Over the last six months, I have traveled the world talking about fraud data analytics. I want to thank everyone who has participated in the sessions. I also want to thank the hundreds of individuals who have signed up to receive our monthly blog newsletter.
As I write this, I am sitting in my office reflecting on our discussions. I have been thinking about the questions and comments that have come from you. This month’s blog is a byproduct of you, you the reader and everyone who has listened to my presentations.
This month, I want to take our discussions to a deeper level. We have discussed shell companies, vendor over billing, and ghost employees. So, for my avid readers, here is the million-dollar fraud data analytic question:
What is the difference between a ghost employee and a shell company fraud scheme?
I hope you are thinking about the question, because it is an important question from a fraud data analytics perspective. Before I answer it, however, let’s consider what the two schemes have in common:
- Both a shell company and a ghost employee have fields for name, street address, city, state, country, telephone number, government registration number, email, etc.
- Both a ghost employee and a shell company also have a bank account number. Why? Because with both schemes there is a disbursement of company funds. Whether you call it a payroll check or a vendor payment, money is being sent by the company to someone.
From a fraud scheme perspective, someone has created ghosts or created shell companies, assumed ghost employees or assumed shell companies, hidden ghost employees or hidden shell companies. They may be long-term, or they could be temporary. The fraud data analytics is the same – it’s about detecting the matching, missing, duplication of or change of data.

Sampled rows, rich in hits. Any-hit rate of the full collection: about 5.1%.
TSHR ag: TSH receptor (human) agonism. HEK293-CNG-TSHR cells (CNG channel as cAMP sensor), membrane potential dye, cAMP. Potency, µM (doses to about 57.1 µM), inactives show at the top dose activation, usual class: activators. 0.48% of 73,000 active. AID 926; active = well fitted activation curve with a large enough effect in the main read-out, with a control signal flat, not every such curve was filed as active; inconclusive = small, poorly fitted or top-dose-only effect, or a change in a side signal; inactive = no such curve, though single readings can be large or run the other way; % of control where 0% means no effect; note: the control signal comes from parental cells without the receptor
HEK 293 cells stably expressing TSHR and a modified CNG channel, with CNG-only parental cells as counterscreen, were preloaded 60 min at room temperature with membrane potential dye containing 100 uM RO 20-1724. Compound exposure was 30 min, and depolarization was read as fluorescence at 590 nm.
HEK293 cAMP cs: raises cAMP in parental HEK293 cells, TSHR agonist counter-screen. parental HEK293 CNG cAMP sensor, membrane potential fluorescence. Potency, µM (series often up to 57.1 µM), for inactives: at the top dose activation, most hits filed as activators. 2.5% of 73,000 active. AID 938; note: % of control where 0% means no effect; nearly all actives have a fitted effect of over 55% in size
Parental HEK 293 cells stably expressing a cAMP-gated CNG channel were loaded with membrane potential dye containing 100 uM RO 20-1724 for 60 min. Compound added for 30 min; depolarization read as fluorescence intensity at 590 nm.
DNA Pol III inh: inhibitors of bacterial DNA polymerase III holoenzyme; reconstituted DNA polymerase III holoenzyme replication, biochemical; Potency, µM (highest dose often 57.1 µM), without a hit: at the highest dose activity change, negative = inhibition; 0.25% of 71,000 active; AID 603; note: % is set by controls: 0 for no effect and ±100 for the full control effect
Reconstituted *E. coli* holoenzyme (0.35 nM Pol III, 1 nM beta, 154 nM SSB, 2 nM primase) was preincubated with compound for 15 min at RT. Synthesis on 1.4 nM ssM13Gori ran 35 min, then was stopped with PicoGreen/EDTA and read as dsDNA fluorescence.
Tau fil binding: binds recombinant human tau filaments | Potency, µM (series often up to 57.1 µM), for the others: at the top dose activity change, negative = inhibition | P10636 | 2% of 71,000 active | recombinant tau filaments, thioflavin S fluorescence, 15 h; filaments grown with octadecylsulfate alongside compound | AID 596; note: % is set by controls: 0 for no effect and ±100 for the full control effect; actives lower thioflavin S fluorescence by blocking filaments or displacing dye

Yes, the transaction data is different in terms of terminology. In payroll, the transaction data is a payroll register, whereas, the vendor has a purchase order file, invoice file and a payment file. The internal controls sound different -- a new vendor procedure form rather than a payroll action form. (It goes by many different names). But, upon closer examination, both controls have the same fundamental purpose: Ensure that only an authorized vendor or an authorized person is added to the vendor master or the Human Resources data base.
While the terminology may be different, the methodology for building the fraud data analytics plan is exactly the same. The end goal is also exactly the same – identify the fraud data profile. What is the fraud data profile of a shell company? What is the fraud data profile of a ghost employee? Whether we’re looking for shell companies or ghost employees, we will perform the following tests: a missing data test; an anomaly test on a specific data field, a matching test on specific data fields, or a duplicate test in the same database.
So, what is difference between a shell company and a ghost employee? The correct answer: not much.
I want you to realize that data is data. Fraud data analysis is fraud data analysis. Once you realize this, you will learn that you can build a fraud data analytics plan for every fraud scheme facing your audit universe. So, the moral of the story is to start each fraud data analytics project with what each scheme has in common and then determine the uniqueness of the project or the scheme.